In This Article Ancient Anti-Semitism

  • Introduction
  • History of Research
  • Encyclopedia Entries
  • Primary Sources
  • General Overviews: Books
  • General Overviews: Chapters and Articles
  • The Greek/Hellenistic World
  • Antiochus IV Epiphanes
  • Egypt
  • Alexandria
  • Rome
  • Greek and Roman Authors on Jews and Judaism
  • Specific Accusations
  • Interpretations in the 19th Century and Up to World War II

Jewish Studies Ancient Anti-Semitism
by
René Bloch
  • LAST MODIFIED: 28 November 2016
  • DOI: 10.1093/obo/9780199840731-0140

Introduction

Ancient “anti-Semitism” has long been a controversial subject in Jewish studies and classics alike. Greco-Roman literature includes a number of negative statements on the Jews, ranging from casual mockery to overt animosity. Moreover, various sources report expulsions (repeatedly from the city of Rome), attacks (most explicitly in Alexandria during the riots of 38 CE), and the prohibition of Jewish customs (in Jerusalem at the time of Antiochus IV). While it would be greatly exaggerated to assume that contempt, let alone oppression, characterizes the typical situation of Jews in Greco-Roman Antiquity, there is no doubt that at various times Jews did become the target of pagan assaults. Three principal questions have been debated extensively in scholarship. (1) Was the treatment of the Jews different from that of other “barbarian” peoples? This question is further complicated by the fact that due to the Christian interest in sources related to Judaism, the amount of the preserved anti-Jewish material may be somewhat disproportionate. (2) Were anti-Jewish arguments or actions grounded in circumstantial conflicts or did they relate to the “essence” of Judaism? (3) Which term should be used to describe the negative treatment of Jews in Greco-Roman Antiquity? As for the last question, a variety of suggestions have been made; next to anti-Semitism, most prominently anti-Judaism and Judeophobia. However, all these labels are problematic in one way or another: thus, “Judeophobia” one-sidedly implies psychological issues, and “anti-Judaism” is often reserved for the indeed rather different early Christian phenomenon. As for “anti-Semitism,” the term is problematic in the sense that it has its origins in a late-19th-century self-reference coined by German anti-Semites. Moreover, the term “anti-Semitism” includes a racial categorization that at least in its modern use was foreign to the ancient Greek and Roman world. At the same time, “anti-Semitism” has become the general denominator for any kind of anti-Jewish movement or agitation. In accordance with the title of this article and for reasons of readability, only the term “anti-Semitism” will be used in the annotations to the listed titles. The following survey does not include Christian anti-Semitism, since that is treated in a separate entry (see Jeffrey Siker’s Oxford Bibliographies in Biblical Studies article Anti-Semitism and the New Testament).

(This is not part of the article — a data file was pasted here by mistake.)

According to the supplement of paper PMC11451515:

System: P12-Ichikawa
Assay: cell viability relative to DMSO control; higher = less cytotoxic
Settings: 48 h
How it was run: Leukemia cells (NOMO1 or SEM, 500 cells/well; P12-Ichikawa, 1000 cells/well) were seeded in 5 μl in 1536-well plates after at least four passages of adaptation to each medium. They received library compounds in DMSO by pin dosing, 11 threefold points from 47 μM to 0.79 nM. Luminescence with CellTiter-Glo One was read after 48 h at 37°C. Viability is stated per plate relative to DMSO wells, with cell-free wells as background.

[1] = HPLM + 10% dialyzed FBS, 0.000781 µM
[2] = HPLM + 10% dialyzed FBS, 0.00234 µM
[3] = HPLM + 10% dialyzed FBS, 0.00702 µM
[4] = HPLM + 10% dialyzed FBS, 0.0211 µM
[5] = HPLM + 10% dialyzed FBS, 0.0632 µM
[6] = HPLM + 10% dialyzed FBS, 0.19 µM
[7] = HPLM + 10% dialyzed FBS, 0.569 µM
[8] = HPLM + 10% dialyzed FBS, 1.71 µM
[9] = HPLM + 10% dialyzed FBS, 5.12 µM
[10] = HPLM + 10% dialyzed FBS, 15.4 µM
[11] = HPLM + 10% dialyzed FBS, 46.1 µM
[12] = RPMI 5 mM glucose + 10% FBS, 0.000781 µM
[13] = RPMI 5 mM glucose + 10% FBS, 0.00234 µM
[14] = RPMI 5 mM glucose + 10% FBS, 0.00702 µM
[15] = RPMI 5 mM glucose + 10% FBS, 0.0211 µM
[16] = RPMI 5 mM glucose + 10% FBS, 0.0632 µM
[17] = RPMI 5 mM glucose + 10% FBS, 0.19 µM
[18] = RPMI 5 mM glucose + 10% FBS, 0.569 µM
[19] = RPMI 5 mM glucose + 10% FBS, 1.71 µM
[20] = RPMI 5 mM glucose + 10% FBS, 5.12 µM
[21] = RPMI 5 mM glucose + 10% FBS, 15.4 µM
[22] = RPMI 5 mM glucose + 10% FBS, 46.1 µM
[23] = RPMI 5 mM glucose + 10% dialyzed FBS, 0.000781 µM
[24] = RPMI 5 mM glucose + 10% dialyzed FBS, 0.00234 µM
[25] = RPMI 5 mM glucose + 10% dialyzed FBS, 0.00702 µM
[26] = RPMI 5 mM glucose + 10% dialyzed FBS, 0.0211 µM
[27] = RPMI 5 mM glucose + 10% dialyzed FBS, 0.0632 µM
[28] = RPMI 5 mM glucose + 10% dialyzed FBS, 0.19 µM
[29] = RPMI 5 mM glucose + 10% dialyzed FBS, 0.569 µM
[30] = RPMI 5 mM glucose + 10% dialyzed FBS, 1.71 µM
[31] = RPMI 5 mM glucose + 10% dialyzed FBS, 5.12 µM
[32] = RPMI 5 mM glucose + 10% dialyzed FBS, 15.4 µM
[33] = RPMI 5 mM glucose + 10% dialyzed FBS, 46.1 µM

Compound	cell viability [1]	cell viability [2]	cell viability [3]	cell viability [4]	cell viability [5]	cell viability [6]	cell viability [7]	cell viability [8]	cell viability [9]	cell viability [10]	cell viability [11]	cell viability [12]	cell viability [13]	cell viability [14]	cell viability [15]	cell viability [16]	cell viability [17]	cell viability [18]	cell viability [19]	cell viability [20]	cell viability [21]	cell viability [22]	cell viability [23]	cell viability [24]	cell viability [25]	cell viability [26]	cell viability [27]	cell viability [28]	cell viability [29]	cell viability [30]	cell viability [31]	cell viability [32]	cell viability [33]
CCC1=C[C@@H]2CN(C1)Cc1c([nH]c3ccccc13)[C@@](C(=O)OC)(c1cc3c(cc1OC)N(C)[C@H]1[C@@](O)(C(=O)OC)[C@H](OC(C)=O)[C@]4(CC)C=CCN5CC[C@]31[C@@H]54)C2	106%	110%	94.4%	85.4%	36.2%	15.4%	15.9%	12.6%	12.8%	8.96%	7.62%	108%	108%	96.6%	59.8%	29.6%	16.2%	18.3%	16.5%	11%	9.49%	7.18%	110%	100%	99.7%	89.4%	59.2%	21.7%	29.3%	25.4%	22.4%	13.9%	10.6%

History of Research

The phenomenon of ancient anti-Semitism has been widely discussed in scholarship since the late 19th and early 20th centuries. Different political impulses at times led to very intense arguments on the topic: deliberations about the social and civil status of Jews in modern Europe (beginning in the 19th century), anti-Semitic propaganda in Germany before and during World War II, the Holocaust and its enduring aftermath, and the foundation of the state of Israel all led to a great number of very different interpretations of ancient anti-Semitism. The literature on ancient anti-Semitism is vast, and many questions remain controversial. Bibliographic scholarship on ancient anti-Semitism is rare. A very good survey is provided in de Lange 1991, and a brief and helpful presentation of the history of research on ancient anti-Semitism can be found in Schäfer 1997. For an evaluation of the intense debate on ancient anti-Semitism in the 19th and early 20th centuries, see Interpretations in the 19th Century and Up to World War II.

  • De Lange, Nicholas. “The Origins of Anti-Semitism: Ancient Evidence and Modern Interpretations.” In Anti-Semitism in Times of Crisis. Edited by Sander L. Gilman and Steven T. Katz, 21–37. New York: New York University Press, 1991.

    E-mail Citation »

    A balanced and informative survey of earlier scholarship on ancient anti-Semitism. Argues with caution that in Antiquity, a certain “progression” in the manifestation of anti-Semitism can be discerned.

  • Schäfer, Peter. Judeophobia: Attitudes toward the Jews in the Ancient World. Cambridge, MA: Harvard University Press, 1997.

    E-mail Citation »

    Sets out with a helpful brief history of research on the study of ancient anti-Semitism.

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